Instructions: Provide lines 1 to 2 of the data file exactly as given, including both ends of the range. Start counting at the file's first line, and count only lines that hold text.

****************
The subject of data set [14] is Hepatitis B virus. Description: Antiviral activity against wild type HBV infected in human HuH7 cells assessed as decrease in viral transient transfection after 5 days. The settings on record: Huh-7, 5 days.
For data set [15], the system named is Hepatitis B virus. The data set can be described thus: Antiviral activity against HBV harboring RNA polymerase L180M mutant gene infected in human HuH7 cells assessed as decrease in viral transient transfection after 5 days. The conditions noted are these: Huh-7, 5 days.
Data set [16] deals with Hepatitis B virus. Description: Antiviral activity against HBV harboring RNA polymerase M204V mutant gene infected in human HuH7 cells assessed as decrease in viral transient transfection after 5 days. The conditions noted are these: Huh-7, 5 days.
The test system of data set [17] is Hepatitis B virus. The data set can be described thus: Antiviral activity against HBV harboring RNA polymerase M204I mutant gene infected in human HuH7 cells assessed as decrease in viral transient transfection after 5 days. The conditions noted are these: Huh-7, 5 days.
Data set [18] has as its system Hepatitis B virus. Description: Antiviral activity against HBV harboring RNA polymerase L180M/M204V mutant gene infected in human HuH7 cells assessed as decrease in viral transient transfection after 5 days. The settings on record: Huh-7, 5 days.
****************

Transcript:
The subject of data set [14] is Hepatitis B virus. Description: Antiviral activity against wild type HBV infected in human HuH7 cells assessed as decrease in viral transient transfection after 5 days. The settings on record: Huh-7, 5 days.
For data set [15], the system named is Hepatitis B virus. The data set can be described thus: Antiviral activity against HBV harboring RNA polymerase L180M mutant gene infected in human HuH7 cells assessed as decrease in viral transient transfection after 5 days. The conditions noted are these: Huh-7, 5 days.